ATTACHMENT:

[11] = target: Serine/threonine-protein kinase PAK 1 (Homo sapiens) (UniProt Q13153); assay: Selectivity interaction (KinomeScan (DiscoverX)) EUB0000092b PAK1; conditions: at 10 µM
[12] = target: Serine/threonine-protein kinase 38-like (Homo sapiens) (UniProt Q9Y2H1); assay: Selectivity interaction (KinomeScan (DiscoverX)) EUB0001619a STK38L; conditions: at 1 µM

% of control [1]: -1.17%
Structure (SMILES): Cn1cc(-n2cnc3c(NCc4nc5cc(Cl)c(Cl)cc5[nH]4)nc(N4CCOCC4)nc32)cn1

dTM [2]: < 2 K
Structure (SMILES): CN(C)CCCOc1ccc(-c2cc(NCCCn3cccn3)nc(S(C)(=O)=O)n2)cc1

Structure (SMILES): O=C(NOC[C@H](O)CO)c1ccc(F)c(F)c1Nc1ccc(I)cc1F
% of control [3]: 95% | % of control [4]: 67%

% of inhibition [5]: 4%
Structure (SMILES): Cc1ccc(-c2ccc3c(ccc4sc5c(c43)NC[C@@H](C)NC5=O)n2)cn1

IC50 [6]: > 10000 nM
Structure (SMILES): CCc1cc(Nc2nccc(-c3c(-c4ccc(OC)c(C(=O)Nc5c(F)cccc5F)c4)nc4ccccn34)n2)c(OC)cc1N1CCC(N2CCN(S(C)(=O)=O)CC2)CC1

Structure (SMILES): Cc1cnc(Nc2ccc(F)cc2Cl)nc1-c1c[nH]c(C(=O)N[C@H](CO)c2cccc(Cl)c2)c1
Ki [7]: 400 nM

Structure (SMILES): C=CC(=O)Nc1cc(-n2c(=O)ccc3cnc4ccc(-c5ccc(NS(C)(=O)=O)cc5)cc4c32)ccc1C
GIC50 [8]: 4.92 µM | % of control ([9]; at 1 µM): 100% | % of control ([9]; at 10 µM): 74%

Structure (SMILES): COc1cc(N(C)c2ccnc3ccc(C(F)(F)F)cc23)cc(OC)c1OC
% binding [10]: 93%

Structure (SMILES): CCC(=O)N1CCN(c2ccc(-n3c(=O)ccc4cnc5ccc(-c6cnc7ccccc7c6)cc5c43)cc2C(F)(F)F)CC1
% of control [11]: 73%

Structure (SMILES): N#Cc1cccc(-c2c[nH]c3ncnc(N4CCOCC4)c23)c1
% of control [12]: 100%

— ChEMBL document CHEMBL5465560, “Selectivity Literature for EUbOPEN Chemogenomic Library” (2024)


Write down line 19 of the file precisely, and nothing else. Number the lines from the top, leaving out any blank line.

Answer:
Structure (SMILES): CCC(=O)N1CCN(c2ccc(-n3c(=O)ccc4cnc5ccc(-c6cnc7ccccc7c6)cc5c43)cc2C(F)(F)F)CC1